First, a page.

My heathkit HV probe has no soft plastics in it..

The "hard plastics OK,soft plastics,bad" rule is not very useful.
PTFE is a "soft" plastic,as is Nylon,& both have good insulating properties (although Nylon isn't too happy with RF).

All the EHT probes I have seen from the 1950s/60s use a large conical shaped moulding made of hard Polystyrene,with a metal tip on one end,a high voltage 1000M Ohm resistor inside this cone,which then connects to the lead to the meter.

Hard Polystyrene has good insulating properties,& maintains them over a very long time,if it is not exposed
to ultra-violet light,weathering,etc.
I've never seen one of the high value resistors with anything wrong with it except physical damage.
In service,these probes may only clock up a few hours a year,so they are not in service continually,as is usually the case with resistors changing in value.

Another point is that the probe may not have been designed for use with the kind of meter you have.
For instance,at my old work,we had some Electrostatic voltmeters which used very similar probes,but may have had very different input impedances to a modern DMM.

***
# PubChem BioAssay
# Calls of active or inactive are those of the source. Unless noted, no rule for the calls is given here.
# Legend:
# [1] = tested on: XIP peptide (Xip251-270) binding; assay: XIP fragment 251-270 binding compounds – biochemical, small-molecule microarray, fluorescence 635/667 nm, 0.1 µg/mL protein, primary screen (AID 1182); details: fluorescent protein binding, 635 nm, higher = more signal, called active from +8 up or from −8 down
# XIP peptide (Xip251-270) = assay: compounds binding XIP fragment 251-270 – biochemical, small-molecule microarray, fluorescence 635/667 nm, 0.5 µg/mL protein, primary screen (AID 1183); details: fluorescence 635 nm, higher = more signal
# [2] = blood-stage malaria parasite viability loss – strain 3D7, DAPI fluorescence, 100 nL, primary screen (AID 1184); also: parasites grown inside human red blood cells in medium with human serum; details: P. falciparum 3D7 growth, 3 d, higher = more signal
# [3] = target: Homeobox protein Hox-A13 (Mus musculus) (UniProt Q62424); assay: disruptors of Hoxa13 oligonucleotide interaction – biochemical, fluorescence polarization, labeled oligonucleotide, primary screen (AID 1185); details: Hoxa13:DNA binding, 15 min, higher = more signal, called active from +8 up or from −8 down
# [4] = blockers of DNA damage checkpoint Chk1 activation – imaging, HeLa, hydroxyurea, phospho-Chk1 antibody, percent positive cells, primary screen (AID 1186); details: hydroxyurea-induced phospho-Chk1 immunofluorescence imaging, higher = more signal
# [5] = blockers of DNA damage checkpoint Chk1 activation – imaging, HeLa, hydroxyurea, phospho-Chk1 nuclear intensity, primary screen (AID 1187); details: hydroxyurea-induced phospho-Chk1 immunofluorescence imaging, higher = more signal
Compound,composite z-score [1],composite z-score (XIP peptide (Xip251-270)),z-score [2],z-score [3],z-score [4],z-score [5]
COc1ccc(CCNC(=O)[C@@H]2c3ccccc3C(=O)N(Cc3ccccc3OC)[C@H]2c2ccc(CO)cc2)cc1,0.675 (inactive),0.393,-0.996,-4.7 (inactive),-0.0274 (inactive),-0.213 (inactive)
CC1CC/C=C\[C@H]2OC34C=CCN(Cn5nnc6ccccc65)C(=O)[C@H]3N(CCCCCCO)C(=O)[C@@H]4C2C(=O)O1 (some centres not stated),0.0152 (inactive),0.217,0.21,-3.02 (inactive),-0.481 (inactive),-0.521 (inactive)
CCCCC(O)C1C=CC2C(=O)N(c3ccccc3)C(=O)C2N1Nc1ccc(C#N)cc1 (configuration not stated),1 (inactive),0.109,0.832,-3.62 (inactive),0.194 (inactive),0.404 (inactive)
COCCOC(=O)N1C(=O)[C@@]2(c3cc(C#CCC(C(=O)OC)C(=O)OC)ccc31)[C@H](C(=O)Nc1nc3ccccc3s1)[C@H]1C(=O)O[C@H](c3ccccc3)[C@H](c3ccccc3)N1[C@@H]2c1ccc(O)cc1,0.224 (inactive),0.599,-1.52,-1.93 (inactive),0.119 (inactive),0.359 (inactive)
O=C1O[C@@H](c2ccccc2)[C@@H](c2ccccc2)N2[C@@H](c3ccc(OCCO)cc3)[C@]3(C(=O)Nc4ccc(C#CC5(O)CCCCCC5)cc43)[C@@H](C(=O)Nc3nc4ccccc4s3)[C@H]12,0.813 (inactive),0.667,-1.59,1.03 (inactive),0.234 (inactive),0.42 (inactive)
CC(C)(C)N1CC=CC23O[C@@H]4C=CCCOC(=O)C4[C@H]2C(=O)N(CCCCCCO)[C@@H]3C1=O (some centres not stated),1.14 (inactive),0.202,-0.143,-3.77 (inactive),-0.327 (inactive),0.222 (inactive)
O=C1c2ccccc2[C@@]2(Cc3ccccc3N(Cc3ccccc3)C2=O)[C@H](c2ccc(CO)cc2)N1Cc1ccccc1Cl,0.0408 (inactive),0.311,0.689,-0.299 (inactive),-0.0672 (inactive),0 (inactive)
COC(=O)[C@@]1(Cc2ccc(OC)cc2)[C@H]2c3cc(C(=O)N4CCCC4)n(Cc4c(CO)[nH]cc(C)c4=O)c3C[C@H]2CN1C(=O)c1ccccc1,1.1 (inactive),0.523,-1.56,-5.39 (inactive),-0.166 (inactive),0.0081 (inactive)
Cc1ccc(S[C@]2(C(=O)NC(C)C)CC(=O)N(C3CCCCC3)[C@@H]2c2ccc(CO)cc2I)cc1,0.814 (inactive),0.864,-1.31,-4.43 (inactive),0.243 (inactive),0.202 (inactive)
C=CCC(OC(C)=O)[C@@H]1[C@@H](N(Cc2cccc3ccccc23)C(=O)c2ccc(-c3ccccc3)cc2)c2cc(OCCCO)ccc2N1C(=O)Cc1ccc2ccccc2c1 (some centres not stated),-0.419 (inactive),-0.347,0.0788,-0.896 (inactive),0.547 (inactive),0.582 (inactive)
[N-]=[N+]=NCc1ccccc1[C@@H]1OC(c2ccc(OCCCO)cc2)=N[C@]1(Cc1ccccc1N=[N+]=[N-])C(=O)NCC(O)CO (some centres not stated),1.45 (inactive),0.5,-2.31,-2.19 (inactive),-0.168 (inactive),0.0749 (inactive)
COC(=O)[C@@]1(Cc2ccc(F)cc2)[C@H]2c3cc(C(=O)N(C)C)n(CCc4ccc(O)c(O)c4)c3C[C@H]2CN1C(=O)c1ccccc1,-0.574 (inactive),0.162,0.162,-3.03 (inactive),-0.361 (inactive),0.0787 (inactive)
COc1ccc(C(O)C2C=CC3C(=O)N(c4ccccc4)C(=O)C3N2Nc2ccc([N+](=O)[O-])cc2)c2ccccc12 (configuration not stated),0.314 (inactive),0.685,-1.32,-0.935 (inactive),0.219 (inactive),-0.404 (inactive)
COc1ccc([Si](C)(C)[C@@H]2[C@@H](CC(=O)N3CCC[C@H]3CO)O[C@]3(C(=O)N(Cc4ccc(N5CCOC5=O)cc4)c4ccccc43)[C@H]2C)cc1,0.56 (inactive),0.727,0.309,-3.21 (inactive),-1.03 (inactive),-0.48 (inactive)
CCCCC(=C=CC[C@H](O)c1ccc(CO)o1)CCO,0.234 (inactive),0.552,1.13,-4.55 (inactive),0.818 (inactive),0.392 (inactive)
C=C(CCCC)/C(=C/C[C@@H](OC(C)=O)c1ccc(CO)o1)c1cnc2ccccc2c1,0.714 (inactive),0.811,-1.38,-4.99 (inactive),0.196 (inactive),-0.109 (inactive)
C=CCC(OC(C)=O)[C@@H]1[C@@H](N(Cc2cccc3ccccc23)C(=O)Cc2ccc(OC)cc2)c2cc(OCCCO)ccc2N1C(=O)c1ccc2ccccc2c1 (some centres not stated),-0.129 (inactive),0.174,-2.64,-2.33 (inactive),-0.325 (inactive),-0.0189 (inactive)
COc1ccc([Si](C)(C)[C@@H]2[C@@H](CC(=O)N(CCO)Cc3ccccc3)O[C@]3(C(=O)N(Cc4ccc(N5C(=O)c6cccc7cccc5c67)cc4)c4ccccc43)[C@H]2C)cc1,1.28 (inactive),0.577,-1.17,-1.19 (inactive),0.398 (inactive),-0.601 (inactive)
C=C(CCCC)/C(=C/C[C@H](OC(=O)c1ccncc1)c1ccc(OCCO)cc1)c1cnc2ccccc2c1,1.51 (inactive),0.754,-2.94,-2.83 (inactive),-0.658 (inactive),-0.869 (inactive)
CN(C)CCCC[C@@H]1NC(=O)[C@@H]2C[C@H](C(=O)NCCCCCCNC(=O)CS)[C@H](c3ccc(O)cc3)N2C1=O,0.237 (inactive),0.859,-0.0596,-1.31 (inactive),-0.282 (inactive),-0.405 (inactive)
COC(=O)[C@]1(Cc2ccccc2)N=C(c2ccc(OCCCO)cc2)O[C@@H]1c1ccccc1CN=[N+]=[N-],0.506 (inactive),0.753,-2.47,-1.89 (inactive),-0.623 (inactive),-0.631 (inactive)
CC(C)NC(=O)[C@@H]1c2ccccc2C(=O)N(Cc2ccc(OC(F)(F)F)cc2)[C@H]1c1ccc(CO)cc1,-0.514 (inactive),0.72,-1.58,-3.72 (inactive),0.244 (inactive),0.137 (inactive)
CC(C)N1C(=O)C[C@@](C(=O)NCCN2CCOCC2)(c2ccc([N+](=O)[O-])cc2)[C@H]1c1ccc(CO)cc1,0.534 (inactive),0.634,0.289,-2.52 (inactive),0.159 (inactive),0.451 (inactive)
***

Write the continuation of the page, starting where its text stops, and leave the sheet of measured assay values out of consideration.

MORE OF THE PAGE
If it is useable,I would sooner trust an old unit made by a reputable company in Australia,the USA,the UK.or Germany,etc,than some crud modern thing made in the PRC.
These were not cheap units originally,& would,in most cases been "babied" throughout their service life with the original company.




 

Offline ftransform

  • Frequent Contributor
  • **
  • Posts: 729
  • Country: 00
Re: Saftey of high voltage probe (PCBs?) old wiring?
« Reply #14 on: May 15, 2013, 07:11:13 am »
Hmm, this is where a high voltage calibrator would come in handy. I need to make sure my probe is made of polystyrene, then I wont have to worry about leakage there.
The thing that concerns me now is the coating on the internal resistor. I think it is glass but it demands another look....

By hard and soft plastic I mean the possibility of it having PCB (the cancer chemical) as a plasticizer.
 

Offline ddavidebor

  • Super Contributor
  • ***
  • Posts: 1135
  • Country: it
    • Fermium LABS website
Re: Saftey of high voltage probe (PCBs?) old wiring?
« Reply #15 on: May 15, 2013, 09:43:34 am »
you fool trash this thing, we're speaking about your life idiot!
Davide Bortolami,
Fermium LABS srl
 

Offline amyk

  • Super Contributor